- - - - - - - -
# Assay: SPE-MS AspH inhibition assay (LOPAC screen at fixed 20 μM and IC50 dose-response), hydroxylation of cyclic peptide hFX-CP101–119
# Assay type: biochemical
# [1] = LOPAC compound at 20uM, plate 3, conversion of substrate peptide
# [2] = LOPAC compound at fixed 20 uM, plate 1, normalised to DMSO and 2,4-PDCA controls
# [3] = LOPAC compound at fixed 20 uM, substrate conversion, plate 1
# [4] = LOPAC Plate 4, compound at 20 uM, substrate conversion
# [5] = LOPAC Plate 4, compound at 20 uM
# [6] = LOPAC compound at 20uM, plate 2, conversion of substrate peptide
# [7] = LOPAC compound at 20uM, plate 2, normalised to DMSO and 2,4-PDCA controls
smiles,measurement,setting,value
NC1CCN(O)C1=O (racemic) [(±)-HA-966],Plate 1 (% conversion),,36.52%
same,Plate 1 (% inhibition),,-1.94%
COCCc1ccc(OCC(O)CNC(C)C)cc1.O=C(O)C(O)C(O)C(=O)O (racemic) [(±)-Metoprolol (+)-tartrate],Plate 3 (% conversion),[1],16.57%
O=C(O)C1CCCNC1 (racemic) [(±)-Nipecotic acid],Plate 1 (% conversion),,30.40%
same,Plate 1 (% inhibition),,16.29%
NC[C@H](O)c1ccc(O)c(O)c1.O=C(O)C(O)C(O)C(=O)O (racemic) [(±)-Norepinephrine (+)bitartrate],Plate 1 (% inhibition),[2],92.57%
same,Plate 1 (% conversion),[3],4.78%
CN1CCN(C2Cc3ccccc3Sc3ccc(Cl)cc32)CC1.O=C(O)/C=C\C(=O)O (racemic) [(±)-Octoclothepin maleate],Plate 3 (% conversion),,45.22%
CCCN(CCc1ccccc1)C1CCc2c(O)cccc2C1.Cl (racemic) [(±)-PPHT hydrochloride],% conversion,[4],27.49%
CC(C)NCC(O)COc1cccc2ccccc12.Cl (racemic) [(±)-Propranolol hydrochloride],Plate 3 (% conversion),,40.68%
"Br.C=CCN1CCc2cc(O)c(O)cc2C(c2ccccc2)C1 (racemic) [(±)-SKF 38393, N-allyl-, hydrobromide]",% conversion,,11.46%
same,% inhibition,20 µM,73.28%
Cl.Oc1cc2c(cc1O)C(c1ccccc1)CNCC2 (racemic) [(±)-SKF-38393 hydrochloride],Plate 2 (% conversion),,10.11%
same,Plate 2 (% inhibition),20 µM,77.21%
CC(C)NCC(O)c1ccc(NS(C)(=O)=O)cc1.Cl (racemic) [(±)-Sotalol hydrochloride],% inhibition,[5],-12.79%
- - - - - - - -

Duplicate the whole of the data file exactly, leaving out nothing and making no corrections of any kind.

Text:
# Assay: SPE-MS AspH inhibition assay (LOPAC screen at fixed 20 μM and IC50 dose-response), hydroxylation of cyclic peptide hFX-CP101–119
# Assay type: biochemical
# [1] = LOPAC compound at 20uM, plate 3, conversion of substrate peptide
# [2] = LOPAC compound at fixed 20 uM, plate 1, normalised to DMSO and 2,4-PDCA controls
# [3] = LOPAC compound at fixed 20 uM, substrate conversion, plate 1
# [4] = LOPAC Plate 4, compound at 20 uM, substrate conversion
# [5] = LOPAC Plate 4, compound at 20 uM
# [6] = LOPAC compound at 20uM, plate 2, conversion of substrate peptide
# [7] = LOPAC compound at 20uM, plate 2, normalised to DMSO and 2,4-PDCA controls
smiles,measurement,setting,value
NC1CCN(O)C1=O (racemic) [(±)-HA-966],Plate 1 (% conversion),,36.52%
same,Plate 1 (% inhibition),,-1.94%
COCCc1ccc(OCC(O)CNC(C)C)cc1.O=C(O)C(O)C(O)C(=O)O (racemic) [(±)-Metoprolol (+)-tartrate],Plate 3 (% conversion),[1],16.57%
O=C(O)C1CCCNC1 (racemic) [(±)-Nipecotic acid],Plate 1 (% conversion),,30.40%
same,Plate 1 (% inhibition),,16.29%
NC[C@H](O)c1ccc(O)c(O)c1.O=C(O)C(O)C(O)C(=O)O (racemic) [(±)-Norepinephrine (+)bitartrate],Plate 1 (% inhibition),[2],92.57%
same,Plate 1 (% conversion),[3],4.78%
CN1CCN(C2Cc3ccccc3Sc3ccc(Cl)cc32)CC1.O=C(O)/C=C\C(=O)O (racemic) [(±)-Octoclothepin maleate],Plate 3 (% conversion),,45.22%
CCCN(CCc1ccccc1)C1CCc2c(O)cccc2C1.Cl (racemic) [(±)-PPHT hydrochloride],% conversion,[4],27.49%
CC(C)NCC(O)COc1cccc2ccccc12.Cl (racemic) [(±)-Propranolol hydrochloride],Plate 3 (% conversion),,40.68%
"Br.C=CCN1CCc2cc(O)c(O)cc2C(c2ccccc2)C1 (racemic) [(±)-SKF 38393, N-allyl-, hydrobromide]",% conversion,,11.46%
same,% inhibition,20 µM,73.28%
Cl.Oc1cc2c(cc1O)C(c1ccccc1)CNCC2 (racemic) [(±)-SKF-38393 hydrochloride],Plate 2 (% conversion),,10.11%
same,Plate 2 (% inhibition),20 µM,77.21%
CC(C)NCC(O)c1ccc(NS(C)(=O)=O)cc1.Cl (racemic) [(±)-Sotalol hydrochloride],% inhibition,[5],-12.79%